You've heard about survival of the fittest and Darwin. Survival of the fittest is usually associated with selfishness, meaning that to survive (a basic instinct) means to look out for yourself. But Darwin, who studied human evolution, actually didn't see mankind as being biologically competitive and self-interested. Darwin believed that we are a profoundly social and caring species. He argued that sympathy and caring for others is instinctual (DiSalvo, Scientific American, 2017)

Current research supports this idea. Science has now shown that devoting resources to others, rather than having more and more for yourself, brings about lasting well-being. Kindness has been found by researchers to be the most important predictor of satisfaction and stability in a marriage. Many colleges, including Harvard, are now emphasizing kindness on applications for admission.

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The Place Of Kindness - Combating Loneliness And Building Stronger Communities

With isolation and loneliness recognised as major challenges, and widening inequalities and social polarisation, now is the time to be focusing on kindness. A focus on our responsibilities and abilities as individuals and our power to make a difference.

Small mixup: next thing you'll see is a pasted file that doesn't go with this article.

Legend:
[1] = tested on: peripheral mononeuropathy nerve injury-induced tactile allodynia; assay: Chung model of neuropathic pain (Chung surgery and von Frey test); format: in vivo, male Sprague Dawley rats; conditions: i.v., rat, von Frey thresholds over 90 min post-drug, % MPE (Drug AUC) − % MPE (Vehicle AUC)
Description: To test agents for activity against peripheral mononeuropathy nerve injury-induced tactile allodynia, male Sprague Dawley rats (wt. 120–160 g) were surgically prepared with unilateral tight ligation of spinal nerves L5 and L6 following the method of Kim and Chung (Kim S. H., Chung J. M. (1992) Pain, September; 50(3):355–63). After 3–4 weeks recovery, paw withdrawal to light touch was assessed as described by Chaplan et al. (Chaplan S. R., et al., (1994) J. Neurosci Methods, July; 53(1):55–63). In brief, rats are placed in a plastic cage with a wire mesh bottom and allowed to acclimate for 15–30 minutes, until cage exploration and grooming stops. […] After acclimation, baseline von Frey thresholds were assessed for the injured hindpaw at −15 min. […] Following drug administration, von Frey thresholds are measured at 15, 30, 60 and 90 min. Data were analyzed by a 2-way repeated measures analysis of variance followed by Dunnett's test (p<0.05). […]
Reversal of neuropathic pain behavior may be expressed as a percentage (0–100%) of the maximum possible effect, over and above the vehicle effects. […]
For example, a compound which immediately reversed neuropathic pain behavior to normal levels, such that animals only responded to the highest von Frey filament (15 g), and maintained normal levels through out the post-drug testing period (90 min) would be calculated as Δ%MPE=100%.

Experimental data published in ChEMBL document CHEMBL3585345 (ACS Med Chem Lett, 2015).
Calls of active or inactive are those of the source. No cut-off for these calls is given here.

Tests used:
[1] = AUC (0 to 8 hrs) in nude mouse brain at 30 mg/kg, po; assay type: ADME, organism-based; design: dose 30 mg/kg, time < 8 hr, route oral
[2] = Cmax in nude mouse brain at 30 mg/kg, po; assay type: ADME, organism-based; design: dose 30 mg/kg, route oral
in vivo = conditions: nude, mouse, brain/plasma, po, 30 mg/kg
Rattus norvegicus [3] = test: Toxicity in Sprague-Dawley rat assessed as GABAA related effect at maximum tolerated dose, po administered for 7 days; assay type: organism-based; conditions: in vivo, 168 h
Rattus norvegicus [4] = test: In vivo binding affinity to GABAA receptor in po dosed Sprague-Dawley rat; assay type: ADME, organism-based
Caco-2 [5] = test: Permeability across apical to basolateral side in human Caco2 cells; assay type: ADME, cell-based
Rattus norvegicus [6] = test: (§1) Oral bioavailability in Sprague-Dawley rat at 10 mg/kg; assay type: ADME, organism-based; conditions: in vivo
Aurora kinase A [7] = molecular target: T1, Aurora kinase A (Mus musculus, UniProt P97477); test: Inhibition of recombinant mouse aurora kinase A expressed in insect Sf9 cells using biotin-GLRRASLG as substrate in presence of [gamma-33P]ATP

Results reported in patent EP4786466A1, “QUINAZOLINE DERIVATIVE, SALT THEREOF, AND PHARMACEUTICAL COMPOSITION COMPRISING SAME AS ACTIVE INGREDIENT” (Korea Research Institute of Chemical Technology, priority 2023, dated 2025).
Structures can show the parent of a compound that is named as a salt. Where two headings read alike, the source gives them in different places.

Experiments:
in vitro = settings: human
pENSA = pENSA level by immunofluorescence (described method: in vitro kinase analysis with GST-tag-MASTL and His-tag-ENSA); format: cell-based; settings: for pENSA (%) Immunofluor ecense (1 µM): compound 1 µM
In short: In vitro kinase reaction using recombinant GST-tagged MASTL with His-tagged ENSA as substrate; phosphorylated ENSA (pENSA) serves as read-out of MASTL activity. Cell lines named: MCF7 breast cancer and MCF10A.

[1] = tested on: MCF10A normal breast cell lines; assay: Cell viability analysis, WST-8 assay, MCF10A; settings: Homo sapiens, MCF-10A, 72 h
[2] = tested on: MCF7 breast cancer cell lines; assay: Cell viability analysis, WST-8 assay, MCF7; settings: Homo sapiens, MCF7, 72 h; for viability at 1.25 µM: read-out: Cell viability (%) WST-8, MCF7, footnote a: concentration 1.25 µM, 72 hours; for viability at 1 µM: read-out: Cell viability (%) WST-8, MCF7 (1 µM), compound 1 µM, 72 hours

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Science Says 'Random Acts of Kindness' Week Has Astonishing Health Benefits

The global phenomenon that is Random Acts of Kindness week is upon us: February 12-18, 2017.

We as co-workers -- nay, citizens -- get to extend hands and open our hearts to participate in wonderfully arbitrary acts of kindness all week long.

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10 Ways a Little Kindness Can Change Your Life

A recent article published by Time magazine claims kindness can change your life.

The article lists 10 reasons from kind music to being selfless as ways kindness can impact and change a person’s life.

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Psychosocial Research Unit Studies Effect Of Acts of Kindliness

A study compiled by the Psychosocial Research Unit at the University of Central Lancashire and red consultancy looking at how informal helping, or the giving and receiving of acts of kindliness, works in the semi-rural West Yorkshire community of Hebden Bridge. It also explores how this can be fostered in other communities.